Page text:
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Should You Be In the Stock Market?

Photo by: mvhargan

I often hear people tell me that they’ve stopped contributing to their retirement account because they don’t think the stock market is going to go up.  It seems many of these people assume that a retirement account and the stock market are one and the same.  Most plans have many options, and nearly 64% have actively managed bond funds as an alternative.[1]

The fact that many people don’t even know what their options are in their retirement accounts suggests to me that they probably shouldn’t have been in the stock market in the first place.  Many people were initially sold on stock market-based retirement account options by claims that the stock market returned 8%, or 11%, or whatever their advisor was telling them. They put their finances on autopilot and never looked back.  At least they never looked back until 2008.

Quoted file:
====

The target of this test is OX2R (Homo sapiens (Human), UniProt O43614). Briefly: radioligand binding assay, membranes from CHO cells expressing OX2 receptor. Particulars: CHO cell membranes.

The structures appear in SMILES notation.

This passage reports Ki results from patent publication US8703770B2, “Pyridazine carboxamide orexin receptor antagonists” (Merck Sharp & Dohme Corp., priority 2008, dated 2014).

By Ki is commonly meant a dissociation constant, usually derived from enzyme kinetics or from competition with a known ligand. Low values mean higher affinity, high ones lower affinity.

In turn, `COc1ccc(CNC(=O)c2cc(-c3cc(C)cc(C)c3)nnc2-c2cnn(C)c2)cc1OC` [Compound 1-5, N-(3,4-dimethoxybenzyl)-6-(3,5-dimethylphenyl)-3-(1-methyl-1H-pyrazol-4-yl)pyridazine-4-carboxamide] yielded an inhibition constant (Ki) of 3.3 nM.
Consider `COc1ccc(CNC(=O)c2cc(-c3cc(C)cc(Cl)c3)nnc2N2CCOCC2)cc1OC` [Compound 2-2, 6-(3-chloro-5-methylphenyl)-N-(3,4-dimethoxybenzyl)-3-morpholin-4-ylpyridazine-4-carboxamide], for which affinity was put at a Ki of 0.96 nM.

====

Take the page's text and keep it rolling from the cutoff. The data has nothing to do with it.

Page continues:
The Risk Premium

The philosophical rationale for why stocks should outperform “safe” investments, like government treasuries, is something called the risk premium.  In theory, if equities did not outperform safe investments, then rational actors would cease to buy the equities. The prices would decrease to a level where there would be an adequate risk premium.

This theory was put to the test during the recent financial crisis when, at the nadir of stock prices, there essentially was no risk premium for the previous thirty years.[2]  Since then, stocks have rebounded a good deal and the risk premium has returned. However, it points out an important fact: the risk premium is only likely in the long term and is not guaranteed.

Risk Tolerance